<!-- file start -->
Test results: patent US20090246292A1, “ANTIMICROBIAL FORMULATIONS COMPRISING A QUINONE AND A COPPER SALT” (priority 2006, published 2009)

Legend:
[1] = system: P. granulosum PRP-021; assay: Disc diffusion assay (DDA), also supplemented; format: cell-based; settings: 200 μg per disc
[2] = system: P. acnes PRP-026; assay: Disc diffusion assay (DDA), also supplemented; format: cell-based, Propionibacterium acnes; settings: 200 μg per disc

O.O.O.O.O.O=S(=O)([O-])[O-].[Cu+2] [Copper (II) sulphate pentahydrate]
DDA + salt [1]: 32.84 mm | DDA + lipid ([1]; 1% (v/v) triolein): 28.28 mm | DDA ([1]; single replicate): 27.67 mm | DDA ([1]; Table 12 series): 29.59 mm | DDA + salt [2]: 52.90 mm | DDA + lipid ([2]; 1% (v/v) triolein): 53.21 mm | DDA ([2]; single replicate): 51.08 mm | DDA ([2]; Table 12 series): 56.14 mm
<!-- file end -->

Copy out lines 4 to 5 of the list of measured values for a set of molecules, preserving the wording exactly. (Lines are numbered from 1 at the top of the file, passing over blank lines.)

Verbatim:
[2] = system: P. acnes PRP-026; assay: Disc diffusion assay (DDA), also supplemented; format: cell-based, Propionibacterium acnes; settings: 200 μg per disc

O.O.O.O.O.O=S(=O)([O-])[O-].[Cu+2] [Copper (II) sulphate pentahydrate]